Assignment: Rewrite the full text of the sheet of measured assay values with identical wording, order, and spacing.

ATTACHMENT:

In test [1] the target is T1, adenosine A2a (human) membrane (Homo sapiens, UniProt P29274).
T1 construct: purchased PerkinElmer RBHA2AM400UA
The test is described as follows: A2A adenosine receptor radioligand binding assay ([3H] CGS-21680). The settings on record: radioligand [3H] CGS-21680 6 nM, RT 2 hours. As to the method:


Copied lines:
In test [1] the target is T1, adenosine A2a (human) membrane (Homo sapiens, UniProt P29274).
T1 construct: purchased PerkinElmer RBHA2AM400UA
The test is described as follows: A2A adenosine receptor radioligand binding assay ([3H] CGS-21680). The settings on record: radioligand [3H] CGS-21680 6 nM, RT 2 hours. As to the method: